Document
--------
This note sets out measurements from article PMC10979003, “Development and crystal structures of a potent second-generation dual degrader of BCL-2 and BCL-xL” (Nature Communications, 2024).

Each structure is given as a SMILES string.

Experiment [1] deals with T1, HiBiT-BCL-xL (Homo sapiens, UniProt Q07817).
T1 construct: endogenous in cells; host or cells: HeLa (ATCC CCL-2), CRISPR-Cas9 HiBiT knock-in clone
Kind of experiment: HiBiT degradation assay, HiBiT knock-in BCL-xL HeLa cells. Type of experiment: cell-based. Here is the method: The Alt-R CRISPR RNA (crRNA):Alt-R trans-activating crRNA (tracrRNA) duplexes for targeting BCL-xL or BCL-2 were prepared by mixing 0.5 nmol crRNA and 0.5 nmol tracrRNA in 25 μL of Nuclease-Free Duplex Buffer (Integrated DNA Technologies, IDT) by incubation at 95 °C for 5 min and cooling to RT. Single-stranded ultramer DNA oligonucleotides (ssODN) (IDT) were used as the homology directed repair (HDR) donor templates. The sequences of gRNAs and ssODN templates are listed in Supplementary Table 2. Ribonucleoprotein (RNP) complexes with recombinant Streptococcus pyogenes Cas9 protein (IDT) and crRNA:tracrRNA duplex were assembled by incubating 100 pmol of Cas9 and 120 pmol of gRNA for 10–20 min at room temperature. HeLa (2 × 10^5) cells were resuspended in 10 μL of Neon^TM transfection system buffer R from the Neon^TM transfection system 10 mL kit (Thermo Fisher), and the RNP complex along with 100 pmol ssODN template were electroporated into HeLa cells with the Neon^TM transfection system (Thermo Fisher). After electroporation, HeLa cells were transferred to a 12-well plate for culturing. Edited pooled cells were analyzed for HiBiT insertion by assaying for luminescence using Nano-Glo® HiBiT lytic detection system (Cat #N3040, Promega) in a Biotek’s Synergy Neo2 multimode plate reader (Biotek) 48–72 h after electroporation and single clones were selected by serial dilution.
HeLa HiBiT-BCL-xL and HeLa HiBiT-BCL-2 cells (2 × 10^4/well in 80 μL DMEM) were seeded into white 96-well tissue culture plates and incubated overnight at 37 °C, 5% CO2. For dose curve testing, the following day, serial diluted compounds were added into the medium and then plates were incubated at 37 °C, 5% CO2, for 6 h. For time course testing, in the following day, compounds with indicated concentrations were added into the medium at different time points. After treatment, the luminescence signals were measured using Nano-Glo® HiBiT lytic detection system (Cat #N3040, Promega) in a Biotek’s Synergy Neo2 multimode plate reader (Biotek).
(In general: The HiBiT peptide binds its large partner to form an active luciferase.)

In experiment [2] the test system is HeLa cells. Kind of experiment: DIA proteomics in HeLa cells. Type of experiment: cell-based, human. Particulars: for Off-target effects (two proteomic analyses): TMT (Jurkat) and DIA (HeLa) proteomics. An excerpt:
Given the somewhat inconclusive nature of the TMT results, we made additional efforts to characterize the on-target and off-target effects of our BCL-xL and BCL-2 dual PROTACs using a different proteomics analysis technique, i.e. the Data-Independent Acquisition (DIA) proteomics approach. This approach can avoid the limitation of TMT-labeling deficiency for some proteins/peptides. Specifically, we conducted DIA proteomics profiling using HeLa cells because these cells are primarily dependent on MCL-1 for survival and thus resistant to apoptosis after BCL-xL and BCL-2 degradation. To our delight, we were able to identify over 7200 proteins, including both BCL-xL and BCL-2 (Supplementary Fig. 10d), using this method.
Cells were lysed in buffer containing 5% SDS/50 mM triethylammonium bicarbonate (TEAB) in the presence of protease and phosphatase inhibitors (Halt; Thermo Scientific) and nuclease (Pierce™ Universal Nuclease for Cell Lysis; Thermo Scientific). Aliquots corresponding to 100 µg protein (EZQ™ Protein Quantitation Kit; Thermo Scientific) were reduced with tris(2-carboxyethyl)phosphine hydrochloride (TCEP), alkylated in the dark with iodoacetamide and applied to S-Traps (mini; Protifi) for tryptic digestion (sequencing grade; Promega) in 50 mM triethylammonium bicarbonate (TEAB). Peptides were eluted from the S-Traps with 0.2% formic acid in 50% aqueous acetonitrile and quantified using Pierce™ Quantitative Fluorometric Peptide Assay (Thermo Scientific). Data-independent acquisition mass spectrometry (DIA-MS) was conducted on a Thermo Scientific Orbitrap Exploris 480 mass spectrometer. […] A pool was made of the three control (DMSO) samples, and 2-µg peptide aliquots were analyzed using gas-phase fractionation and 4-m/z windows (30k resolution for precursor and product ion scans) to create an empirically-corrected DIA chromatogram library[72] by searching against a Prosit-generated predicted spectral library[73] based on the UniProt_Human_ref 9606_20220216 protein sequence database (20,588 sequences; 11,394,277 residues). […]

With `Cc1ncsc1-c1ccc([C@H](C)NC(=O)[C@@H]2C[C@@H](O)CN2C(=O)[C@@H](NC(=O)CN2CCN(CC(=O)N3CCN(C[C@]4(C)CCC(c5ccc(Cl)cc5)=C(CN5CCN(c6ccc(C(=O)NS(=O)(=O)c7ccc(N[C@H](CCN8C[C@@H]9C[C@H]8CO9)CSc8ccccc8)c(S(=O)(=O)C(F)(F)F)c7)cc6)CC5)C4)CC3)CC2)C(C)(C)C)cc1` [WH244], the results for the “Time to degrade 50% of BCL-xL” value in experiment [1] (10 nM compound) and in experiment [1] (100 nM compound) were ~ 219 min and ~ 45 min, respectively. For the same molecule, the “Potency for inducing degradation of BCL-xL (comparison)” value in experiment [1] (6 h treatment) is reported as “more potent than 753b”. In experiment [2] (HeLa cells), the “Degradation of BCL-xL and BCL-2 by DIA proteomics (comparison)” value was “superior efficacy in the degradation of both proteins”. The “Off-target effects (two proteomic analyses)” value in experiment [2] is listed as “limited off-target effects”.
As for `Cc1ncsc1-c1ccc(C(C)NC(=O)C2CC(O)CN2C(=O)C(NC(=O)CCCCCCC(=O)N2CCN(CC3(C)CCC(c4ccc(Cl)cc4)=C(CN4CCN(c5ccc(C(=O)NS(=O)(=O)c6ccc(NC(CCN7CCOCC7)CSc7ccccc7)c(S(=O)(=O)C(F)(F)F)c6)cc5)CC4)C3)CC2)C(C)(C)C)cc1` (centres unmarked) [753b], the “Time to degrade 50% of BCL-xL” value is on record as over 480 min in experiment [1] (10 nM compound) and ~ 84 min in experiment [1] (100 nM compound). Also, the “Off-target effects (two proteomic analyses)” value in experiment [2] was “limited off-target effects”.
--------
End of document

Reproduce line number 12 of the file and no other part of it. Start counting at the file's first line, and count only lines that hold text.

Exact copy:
As for `Cc1ncsc1-c1ccc(C(C)NC(=O)C2CC(O)CN2C(=O)C(NC(=O)CCCCCCC(=O)N2CCN(CC3(C)CCC(c4ccc(Cl)cc4)=C(CN4CCN(c5ccc(C(=O)NS(=O)(=O)c6ccc(NC(CCN7CCOCC7)CSc7ccccc7)c(S(=O)(=O)C(F)(F)F)c6)cc5)CC4)C3)CC2)C(C)(C)C)cc1` (centres unmarked) [753b], the “Time to degrade 50% of BCL-xL” value is on record as over 480 min in experiment [1] (10 nM compound) and ~ 84 min in experiment [1] (100 nM compound). Also, the “Off-target effects (two proteomic analyses)” value in experiment [2] was “limited off-target effects”.